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Multicultural Psychology - Research Methodology

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Research Methodology

The following paper will look at two research variables, observation and sampling. Both of these variables will be looked at closely when using traditional research methodology as well as multicultural research methodology. The paper will then compare and contrast the two variables when using both research methods. The paper will also address the fundamental problems encountered by researchers during the implication of the two variables cross-culturally.

Research Methodology

Research methodology defines the process of research, how to proceed, what to use to measure the progress and determines what constitutes success. Traditional methodology requires the research to be ethical but does not necessarily take into count cultural integrity. Multicultural methodology includes cross-cultural participants and endeavors to include race, socioeconomic class and other cultural aspects. Researchers need to be aware of the broad scope of the dimensions of ethnicity, race, gender, language, sexual orientation, age, disability, education, spiritual, or religious orientation, socioeconomic class, and other cultural dimensions (Ponterotto, 1998).


Gathering data is made simple using the technique of observation. The trained researchers observe different behaviors of the participants. The behavior being observed first must be defined by the researcher. Direct behavioral observation requires ways to quantify the behaviors under observation (Bordens & Abbott, 2011). Ways to quantify behaviors in observational studies include methods of frequency, duration, and intervals. Frequency method is recording the number of times the behavior occurred within a time period. Duration method is how long the behavior lasted. The interval method is a time period being divided into discrete time intervals then record if the behavior occurred within each interval (Bordens & Abbott, 2011). To make effective observations, researchers need to use special techniques to deal with the rate which the behavior being observed occurs.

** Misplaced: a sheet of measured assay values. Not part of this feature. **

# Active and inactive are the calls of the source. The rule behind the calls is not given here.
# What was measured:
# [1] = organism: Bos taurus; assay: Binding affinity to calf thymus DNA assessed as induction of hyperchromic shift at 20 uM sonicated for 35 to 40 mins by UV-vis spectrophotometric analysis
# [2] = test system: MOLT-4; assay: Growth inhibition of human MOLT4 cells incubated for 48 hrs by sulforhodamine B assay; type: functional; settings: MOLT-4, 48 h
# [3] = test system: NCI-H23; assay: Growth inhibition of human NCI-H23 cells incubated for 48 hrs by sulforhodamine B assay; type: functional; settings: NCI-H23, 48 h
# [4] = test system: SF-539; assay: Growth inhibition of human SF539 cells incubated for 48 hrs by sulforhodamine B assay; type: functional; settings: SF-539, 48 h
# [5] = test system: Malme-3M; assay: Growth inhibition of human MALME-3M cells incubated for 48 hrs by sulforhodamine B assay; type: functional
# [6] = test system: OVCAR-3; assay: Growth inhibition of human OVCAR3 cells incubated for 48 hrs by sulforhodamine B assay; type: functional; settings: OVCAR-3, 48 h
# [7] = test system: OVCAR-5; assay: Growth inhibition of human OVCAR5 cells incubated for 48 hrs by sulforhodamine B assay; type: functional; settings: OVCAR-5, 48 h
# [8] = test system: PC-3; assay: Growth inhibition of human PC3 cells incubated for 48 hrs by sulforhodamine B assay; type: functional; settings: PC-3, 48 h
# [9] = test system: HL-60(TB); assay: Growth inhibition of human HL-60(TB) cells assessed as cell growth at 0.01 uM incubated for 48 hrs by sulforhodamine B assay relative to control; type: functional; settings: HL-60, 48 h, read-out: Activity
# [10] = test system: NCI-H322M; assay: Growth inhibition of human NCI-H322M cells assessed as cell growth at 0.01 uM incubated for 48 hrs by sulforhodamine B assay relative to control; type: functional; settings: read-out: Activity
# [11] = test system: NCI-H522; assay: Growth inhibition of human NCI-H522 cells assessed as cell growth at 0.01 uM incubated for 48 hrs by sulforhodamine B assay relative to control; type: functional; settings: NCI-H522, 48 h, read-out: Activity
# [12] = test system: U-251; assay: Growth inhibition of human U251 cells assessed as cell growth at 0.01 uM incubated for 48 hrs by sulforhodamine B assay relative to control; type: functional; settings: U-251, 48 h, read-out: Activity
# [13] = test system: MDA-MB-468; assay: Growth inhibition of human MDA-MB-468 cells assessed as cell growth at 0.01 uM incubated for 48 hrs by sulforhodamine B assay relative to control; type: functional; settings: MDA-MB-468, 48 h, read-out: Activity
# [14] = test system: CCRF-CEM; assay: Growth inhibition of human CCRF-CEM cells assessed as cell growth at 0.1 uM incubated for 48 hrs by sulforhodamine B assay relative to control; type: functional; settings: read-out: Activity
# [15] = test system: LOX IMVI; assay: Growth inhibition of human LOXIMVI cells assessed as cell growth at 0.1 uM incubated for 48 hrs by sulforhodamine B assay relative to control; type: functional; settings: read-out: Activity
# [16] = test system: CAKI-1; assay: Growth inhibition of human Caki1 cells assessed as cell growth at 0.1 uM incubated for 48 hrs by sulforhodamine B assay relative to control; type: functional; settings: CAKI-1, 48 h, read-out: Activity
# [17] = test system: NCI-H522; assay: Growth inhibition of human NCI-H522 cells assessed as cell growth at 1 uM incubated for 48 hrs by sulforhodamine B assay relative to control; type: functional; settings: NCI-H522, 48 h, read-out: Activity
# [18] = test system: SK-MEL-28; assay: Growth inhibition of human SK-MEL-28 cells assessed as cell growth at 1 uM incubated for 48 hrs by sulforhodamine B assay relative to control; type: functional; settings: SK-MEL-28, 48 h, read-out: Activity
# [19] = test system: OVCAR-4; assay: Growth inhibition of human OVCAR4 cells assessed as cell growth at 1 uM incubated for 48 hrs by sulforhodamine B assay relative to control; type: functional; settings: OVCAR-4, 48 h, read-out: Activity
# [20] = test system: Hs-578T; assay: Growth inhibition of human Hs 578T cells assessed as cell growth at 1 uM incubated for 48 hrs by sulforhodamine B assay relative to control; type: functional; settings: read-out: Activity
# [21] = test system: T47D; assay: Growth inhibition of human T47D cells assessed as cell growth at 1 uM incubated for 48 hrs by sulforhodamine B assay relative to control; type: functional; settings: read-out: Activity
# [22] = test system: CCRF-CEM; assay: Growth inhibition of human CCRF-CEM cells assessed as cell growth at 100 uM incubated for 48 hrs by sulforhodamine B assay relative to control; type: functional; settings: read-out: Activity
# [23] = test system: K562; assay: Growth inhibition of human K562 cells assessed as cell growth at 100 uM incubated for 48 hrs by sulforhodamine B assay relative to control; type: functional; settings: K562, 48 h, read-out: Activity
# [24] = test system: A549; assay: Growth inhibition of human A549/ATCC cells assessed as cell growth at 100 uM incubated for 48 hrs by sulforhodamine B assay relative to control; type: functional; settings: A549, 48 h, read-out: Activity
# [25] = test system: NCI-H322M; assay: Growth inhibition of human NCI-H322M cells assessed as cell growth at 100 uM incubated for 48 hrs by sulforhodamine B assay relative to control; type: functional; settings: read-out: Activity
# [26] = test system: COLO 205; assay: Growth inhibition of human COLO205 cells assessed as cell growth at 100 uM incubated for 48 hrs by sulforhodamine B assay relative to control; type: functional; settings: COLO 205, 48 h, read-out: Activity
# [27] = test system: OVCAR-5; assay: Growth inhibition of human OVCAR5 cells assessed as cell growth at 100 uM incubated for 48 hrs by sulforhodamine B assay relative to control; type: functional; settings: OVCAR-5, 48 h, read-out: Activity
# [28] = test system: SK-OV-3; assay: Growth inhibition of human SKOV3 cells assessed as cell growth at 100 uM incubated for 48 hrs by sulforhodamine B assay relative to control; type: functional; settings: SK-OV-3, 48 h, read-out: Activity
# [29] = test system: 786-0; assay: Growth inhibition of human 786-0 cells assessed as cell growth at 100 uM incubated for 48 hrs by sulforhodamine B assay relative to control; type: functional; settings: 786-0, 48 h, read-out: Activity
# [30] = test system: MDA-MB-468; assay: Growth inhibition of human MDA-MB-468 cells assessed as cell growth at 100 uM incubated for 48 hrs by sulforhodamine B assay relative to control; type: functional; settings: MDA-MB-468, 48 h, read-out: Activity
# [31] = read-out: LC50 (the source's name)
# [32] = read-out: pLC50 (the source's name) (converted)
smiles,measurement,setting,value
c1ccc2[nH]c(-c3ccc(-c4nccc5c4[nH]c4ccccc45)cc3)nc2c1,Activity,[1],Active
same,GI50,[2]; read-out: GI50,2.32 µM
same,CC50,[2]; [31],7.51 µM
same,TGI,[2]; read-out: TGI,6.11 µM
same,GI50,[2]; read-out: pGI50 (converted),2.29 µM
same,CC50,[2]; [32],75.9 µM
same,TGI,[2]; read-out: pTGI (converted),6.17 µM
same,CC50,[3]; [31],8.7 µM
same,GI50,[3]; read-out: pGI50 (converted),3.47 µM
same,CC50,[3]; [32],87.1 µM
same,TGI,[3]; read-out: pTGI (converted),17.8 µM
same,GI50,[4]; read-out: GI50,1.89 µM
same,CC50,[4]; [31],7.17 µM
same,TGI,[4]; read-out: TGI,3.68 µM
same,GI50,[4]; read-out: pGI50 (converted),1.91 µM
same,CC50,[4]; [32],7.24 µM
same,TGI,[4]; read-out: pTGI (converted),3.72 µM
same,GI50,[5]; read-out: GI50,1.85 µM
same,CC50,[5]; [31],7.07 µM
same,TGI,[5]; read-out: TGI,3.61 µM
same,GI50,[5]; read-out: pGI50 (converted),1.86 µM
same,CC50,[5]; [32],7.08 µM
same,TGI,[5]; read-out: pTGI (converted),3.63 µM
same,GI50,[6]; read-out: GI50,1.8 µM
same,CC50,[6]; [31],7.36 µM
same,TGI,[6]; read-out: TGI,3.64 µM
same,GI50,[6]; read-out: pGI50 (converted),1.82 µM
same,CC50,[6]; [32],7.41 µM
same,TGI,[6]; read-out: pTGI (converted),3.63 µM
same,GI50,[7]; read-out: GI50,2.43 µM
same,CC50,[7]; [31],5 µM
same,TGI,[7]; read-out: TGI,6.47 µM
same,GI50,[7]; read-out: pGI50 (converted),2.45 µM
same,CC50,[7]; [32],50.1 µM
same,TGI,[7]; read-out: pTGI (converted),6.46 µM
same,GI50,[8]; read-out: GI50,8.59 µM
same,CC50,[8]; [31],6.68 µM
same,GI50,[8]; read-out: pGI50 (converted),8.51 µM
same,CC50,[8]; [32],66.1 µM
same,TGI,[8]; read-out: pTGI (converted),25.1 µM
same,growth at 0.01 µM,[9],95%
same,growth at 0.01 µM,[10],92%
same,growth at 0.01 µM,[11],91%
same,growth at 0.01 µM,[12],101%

A solution to the problem is to sample the behavior under observation rather than attempt to record every occurrence of the behavior. There are three different sampling techniques to choose from, time sampling, individual sampling, and event sampling. Time sampling is a technique where scanning the group for a specific period of time and then record the observed behavior for the next period of time. Alternating between both periods for as long as possible is a must. Individual sampling is selecting a single subject for observation over a given time period and record the behavior. After the time period, choose another subject in the observed group and repeat. Event sampling is the observing of only one behavior and recording all instances of that behavior (Bordens & Abbott, 2011).


Multicultural pertains to many cultures as a whole. Multicultural is more than one culture living in the same area or worldwide. Multicultural is multiple ways of knowing worldviews (Hall, 2010). Multicultural psychology often endeavors to combine naturalistic observations with more structured techniques (Segall, Dasen, Berry, & Poortinga, 1999). The primary observation problem in a multicultural setting is what to observe and the same goes for cross-cultural designs. Different cultures see different behaviors as normal and as abnormal. Cross-culturally, knowing the behaviors definition and if the behavior is normal or abnormal is key. Researchers should do additional research on the behavior being compared to a cross-culture. Opinions about the behavior influenced by one's own cultural background could lead to the researched to become biases. When looking at multicultural sampling, the sample size can cause problems. The representativeness of the sample has to be generalized by the population. When looking at cross-cultural studies, working with samples that are different from each other, both the differences



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